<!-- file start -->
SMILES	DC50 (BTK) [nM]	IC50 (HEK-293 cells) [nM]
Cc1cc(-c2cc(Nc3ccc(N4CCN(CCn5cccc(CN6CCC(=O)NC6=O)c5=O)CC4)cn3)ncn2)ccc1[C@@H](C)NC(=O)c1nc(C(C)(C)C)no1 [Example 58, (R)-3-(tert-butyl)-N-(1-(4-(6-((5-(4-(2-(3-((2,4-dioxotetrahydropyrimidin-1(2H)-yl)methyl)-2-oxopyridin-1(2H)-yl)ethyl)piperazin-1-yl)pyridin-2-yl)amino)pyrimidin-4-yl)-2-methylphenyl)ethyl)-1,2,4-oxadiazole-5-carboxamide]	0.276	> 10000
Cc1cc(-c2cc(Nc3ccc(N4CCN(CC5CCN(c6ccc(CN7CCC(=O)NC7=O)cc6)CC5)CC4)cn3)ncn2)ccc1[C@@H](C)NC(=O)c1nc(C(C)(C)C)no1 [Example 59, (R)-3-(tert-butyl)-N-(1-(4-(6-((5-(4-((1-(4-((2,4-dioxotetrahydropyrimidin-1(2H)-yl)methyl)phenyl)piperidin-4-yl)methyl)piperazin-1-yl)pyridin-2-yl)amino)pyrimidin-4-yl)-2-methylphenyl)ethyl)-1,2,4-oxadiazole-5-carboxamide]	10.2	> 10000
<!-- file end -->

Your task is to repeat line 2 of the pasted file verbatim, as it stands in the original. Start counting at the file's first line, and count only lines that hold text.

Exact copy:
Cc1cc(-c2cc(Nc3ccc(N4CCN(CCn5cccc(CN6CCC(=O)NC6=O)c5=O)CC4)cn3)ncn2)ccc1[C@@H](C)NC(=O)c1nc(C(C)(C)C)no1 [Example 58, (R)-3-(tert-butyl)-N-(1-(4-(6-((5-(4-(2-(3-((2,4-dioxotetrahydropyrimidin-1(2H)-yl)methyl)-2-oxopyridin-1(2H)-yl)ethyl)piperazin-1-yl)pyridin-2-yl)amino)pyrimidin-4-yl)-2-methylphenyl)ethyl)-1,2,4-oxadiazole-5-carboxamide]	0.276	> 10000